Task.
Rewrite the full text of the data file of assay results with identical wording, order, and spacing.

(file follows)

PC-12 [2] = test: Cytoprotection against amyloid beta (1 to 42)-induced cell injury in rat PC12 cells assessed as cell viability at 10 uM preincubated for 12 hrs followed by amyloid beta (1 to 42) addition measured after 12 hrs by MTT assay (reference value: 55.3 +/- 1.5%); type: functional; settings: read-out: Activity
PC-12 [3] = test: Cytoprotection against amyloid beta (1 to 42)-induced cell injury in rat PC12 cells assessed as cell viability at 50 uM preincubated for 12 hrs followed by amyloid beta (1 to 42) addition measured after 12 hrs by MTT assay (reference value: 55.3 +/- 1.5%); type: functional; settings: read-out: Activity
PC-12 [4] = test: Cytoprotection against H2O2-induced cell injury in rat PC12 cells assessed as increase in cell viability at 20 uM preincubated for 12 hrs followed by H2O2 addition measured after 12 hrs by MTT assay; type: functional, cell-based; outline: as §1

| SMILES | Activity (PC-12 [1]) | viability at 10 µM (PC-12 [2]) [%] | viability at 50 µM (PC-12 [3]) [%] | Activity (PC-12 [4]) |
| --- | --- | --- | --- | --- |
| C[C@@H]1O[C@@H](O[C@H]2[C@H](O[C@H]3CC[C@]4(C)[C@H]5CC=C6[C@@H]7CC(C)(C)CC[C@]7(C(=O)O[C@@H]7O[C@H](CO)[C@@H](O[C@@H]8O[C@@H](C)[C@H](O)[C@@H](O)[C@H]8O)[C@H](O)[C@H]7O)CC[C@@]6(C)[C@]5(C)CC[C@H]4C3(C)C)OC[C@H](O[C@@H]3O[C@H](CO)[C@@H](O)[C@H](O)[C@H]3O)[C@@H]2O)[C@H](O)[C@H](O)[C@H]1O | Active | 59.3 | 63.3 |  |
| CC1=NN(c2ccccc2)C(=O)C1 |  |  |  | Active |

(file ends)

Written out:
PC-12 [2] = test: Cytoprotection against amyloid beta (1 to 42)-induced cell injury in rat PC12 cells assessed as cell viability at 10 uM preincubated for 12 hrs followed by amyloid beta (1 to 42) addition measured after 12 hrs by MTT assay (reference value: 55.3 +/- 1.5%); type: functional; settings: read-out: Activity
PC-12 [3] = test: Cytoprotection against amyloid beta (1 to 42)-induced cell injury in rat PC12 cells assessed as cell viability at 50 uM preincubated for 12 hrs followed by amyloid beta (1 to 42) addition measured after 12 hrs by MTT assay (reference value: 55.3 +/- 1.5%); type: functional; settings: read-out: Activity
PC-12 [4] = test: Cytoprotection against H2O2-induced cell injury in rat PC12 cells assessed as increase in cell viability at 20 uM preincubated for 12 hrs followed by H2O2 addition measured after 12 hrs by MTT assay; type: functional, cell-based; outline: as §1

| SMILES | Activity (PC-12 [1]) | viability at 10 µM (PC-12 [2]) [%] | viability at 50 µM (PC-12 [3]) [%] | Activity (PC-12 [4]) |
| --- | --- | --- | --- | --- |
| C[C@@H]1O[C@@H](O[C@H]2[C@H](O[C@H]3CC[C@]4(C)[C@H]5CC=C6[C@@H]7CC(C)(C)CC[C@]7(C(=O)O[C@@H]7O[C@H](CO)[C@@H](O[C@@H]8O[C@@H](C)[C@H](O)[C@@H](O)[C@H]8O)[C@H](O)[C@H]7O)CC[C@@]6(C)[C@]5(C)CC[C@H]4C3(C)C)OC[C@H](O[C@@H]3O[C@H](CO)[C@@H](O)[C@H](O)[C@H]3O)[C@@H]2O)[C@H](O)[C@H](O)[C@H]1O | Active | 59.3 | 63.3 |  |
| CC1=NN(c2ccccc2)C(=O)C1 |  |  |  | Active |